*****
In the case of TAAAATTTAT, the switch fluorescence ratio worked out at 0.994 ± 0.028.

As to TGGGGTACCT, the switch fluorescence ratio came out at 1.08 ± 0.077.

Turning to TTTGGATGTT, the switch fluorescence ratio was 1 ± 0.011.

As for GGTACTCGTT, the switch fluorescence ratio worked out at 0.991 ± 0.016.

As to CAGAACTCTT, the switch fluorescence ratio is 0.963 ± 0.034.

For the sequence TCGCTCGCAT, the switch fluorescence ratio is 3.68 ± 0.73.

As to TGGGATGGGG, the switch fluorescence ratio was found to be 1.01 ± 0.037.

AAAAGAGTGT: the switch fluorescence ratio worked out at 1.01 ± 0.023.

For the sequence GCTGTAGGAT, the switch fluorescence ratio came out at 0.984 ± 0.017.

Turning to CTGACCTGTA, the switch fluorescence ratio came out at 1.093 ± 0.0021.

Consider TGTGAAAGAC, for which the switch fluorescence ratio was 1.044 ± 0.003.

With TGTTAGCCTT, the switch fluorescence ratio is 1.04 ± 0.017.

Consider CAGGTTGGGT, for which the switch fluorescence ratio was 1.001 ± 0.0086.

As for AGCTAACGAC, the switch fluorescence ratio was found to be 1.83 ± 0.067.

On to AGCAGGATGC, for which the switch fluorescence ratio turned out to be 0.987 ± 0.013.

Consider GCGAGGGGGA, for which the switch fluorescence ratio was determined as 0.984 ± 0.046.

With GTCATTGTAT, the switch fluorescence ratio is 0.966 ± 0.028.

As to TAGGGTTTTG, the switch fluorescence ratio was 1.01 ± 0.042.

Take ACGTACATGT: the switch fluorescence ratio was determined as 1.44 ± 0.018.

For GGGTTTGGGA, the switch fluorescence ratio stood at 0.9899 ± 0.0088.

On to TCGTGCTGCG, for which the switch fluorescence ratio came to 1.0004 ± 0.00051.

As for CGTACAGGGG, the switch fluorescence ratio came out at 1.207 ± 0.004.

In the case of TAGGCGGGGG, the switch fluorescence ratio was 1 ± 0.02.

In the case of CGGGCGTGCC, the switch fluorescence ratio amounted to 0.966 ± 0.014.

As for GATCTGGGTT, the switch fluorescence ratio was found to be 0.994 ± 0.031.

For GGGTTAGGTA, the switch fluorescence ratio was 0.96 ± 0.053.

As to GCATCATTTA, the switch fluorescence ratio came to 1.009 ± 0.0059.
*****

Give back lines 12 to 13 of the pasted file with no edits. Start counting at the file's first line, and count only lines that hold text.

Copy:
With TGTTAGCCTT, the switch fluorescence ratio is 1.04 ± 0.017.

Consider CAGGTTGGGT, for which the switch fluorescence ratio was 1.001 ± 0.0086.